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Asia

The UN probes Pakistani disappearances

Pakistan Supreme Court's Chief Justice has refused to meet a UN delegation which is in Pakistan on a 10-day mission to investigate cases of missing people, allegedly picked up by country's intelligence agencies.

The United Nations Working Group on Enforced or Involuntary Disappearances arrived in Pakistan on Sunday at the invitation of the Pakistani government. During the visit, the delegation will meet Pakistani government officials, security personnel, jurists, civil society activists and family members of missing people to prepare its report.

"The UN experts will gather information on cases of enforced disappearances," the UN said in an earlier statement. The delegation will study "measures adopted by the (Pakistani) state to prevent and eradicate enforced disappearances, including issues related to truth, justice and reparation for the victims of enforced disappearances."

On Tuesday, the delegation, led by Olivier de Frouvill, met Pakistani Foreign Minister Hina Rabbani Khar. However, the Supreme Court Chief Justice Iftikhar Muhammad Chaudhry has reportedly turned down the delegation's request for a meeting. The Supreme Court said in a statement that the cases of missing persons were pending in the apex court, and for that reason it would not be appropriate for the chief justice to meet the UN officials.

Role of intelligence agencies

Pakistan's Supreme Court building in Islamabad (Photo: Tim Johnson/ MCT/ Landov)

Pakistani Supreme Court is currently hearing cases of missing persons

It is the first time that Pakistani courts are questioning military agencies and their constitutional jurisdiction; however, observers say that the country's military and its spy agencies remain beyond the reach of Pakistan's criminal justice system.

Human rights organizations have long criticized Pakistan's spy agencies - the Inter-Services Intelligence (ISI) in particular - for acting as "a state within a state," even kidnapping political and social activists with impunity. The Pakistani government and the ISI deny these allegations.

The government acknowledges some 400 cases of missing people, allegedly picked up by intelligence operatives on suspicion of “anti-state" activities. Pakistani activists, however, put the number of missing persons at over 1,000. Many of those picked up illegally are thought to be members of Baluch insurgent groups operating in the western province of Baluchistan that borders Iran.

Amina Masood Janjua, chairperson of Defense of Human Rights organization, whose own husband was allegedly picked up by security agencies, told DW that she had a meeting with the UN delegation and shared her findings with the UN experts.

"The government does not pay heed to our demands and concerns. We hope that the Pakistani authorities will at least listen to the UN delegation," Janjua said.

Impartial investigations

Amina Junjua, chairperson Defense of Human Rights, at a press conference in Pakistan (Photo: Abdul Sabooh)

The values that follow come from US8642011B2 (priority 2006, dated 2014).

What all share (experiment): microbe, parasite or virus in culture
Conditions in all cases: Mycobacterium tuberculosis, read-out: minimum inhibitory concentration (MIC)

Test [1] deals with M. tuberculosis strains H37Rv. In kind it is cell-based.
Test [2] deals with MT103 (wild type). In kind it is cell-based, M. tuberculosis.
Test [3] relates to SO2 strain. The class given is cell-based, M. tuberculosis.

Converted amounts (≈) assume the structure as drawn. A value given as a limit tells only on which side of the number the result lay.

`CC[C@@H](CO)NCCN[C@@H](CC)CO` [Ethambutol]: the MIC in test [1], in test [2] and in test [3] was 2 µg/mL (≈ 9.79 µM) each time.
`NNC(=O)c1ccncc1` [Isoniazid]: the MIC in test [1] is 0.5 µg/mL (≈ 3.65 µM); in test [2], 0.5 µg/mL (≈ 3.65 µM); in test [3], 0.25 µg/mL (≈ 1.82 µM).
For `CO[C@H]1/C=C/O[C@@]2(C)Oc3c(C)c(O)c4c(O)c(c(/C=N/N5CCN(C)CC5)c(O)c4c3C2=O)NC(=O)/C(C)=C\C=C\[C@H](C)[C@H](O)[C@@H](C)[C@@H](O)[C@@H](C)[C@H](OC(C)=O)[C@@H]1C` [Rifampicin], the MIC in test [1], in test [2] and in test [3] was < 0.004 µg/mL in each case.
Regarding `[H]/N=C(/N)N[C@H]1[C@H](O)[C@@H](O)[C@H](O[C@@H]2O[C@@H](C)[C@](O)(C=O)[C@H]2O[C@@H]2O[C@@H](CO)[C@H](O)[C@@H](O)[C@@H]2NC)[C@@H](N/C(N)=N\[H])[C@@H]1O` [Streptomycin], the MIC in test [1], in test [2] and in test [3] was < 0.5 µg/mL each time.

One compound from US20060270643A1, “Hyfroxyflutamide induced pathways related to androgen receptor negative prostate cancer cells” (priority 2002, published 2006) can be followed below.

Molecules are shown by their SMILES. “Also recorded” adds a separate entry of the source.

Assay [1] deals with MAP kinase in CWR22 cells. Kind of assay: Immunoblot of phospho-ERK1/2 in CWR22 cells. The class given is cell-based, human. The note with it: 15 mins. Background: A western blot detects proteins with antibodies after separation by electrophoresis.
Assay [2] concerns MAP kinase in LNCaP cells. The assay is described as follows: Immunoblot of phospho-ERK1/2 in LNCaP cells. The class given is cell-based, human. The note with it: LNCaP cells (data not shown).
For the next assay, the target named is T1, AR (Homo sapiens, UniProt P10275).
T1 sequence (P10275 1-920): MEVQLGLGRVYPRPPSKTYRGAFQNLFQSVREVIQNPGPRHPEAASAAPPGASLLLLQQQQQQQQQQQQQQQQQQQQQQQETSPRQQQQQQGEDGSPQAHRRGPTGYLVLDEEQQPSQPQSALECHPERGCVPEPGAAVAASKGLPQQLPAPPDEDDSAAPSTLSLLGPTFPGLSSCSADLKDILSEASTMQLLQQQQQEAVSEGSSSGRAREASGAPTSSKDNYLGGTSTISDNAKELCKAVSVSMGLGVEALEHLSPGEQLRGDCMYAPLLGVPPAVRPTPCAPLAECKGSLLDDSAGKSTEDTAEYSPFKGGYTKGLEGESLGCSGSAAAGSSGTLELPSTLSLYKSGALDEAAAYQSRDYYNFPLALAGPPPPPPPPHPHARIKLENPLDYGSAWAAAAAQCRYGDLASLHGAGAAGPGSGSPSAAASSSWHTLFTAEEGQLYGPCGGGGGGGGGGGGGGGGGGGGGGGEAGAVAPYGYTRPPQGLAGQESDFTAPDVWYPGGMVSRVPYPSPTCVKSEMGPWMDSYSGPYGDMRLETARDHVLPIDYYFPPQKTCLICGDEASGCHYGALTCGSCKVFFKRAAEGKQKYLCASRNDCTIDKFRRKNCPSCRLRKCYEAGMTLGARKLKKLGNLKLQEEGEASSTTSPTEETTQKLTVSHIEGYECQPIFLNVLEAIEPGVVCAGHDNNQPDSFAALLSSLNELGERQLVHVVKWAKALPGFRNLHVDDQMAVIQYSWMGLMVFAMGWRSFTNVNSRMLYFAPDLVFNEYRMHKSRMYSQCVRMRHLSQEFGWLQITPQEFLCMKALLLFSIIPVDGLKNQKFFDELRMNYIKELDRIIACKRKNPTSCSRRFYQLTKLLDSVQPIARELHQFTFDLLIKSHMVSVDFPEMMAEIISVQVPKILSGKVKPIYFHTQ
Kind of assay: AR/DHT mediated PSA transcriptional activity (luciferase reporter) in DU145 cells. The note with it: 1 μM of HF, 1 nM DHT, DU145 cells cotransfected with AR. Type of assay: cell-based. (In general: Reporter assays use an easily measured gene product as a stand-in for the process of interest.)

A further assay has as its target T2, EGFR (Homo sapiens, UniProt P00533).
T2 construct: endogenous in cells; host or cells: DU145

Rights groups say security agencies pick up people to 'fight terror'

Opposition parties criticized President Asif Ali Zardari's PPP government for allowing the UN to probe a "domestic issue."

"The visit of the UN group is a proof that the PPP government has failed to provide justice to Pakistani people," Riaz Hussain Pirzada, opposition leader and member of the lower house of Pakistani parliament, told DW. Opposition groups also say that the UN delegation is bypassing the jurisdiction of the Pakistani Supreme Court.

But the Pakistani government says the visit of the UN delegation will not have any influence on the ongoing Supreme Court investigations.

"The visit of the group will provide an opportunity to highlight the efforts being undertaken by the government to address this important issue and to further improve the relevant procedures," Pakistan's foreign ministry said in a statement.

Foreign interference?

Pakistani para-military forces patrol in the troubled area of Dera Bugti in Baluchistan (AP Photo/ Arshad Butt)

Baluch insurgent groups demand independence from Pakistan

Many pro-military and right-wing groups in Pakistan accuse international human rights organizations of interfering in Pakistan's “internal affairs.”

Karamat Ali of the Pakistan Institute of Labour Education and Research (PILER) rejects such criticism.

"It is the responsibility of every citizen of the world to raise their voice against human rights violations that are perpetrated anywhere in the world," Ali told DW.

Rights activist and retired Justice Tariq told DW that the UN delegation's findings will have serious implications for Pakistan and the Pakistani government.

"Missing people's cases are the responsibility of the Pakistani executive. If the UN delegation gives out a negative report on these cases, it will damage the reputation of Pakistan," said Tariq.

Some political observers also say that the Pakistani judiciary is more interested in opening graft cases against President Zardari and his ministers than bringing the powerful military generals and intelligence agencies' heads to justice. Therefore, they say, it becomes crucial that the case of missing persons is investigated by independent international organizations.

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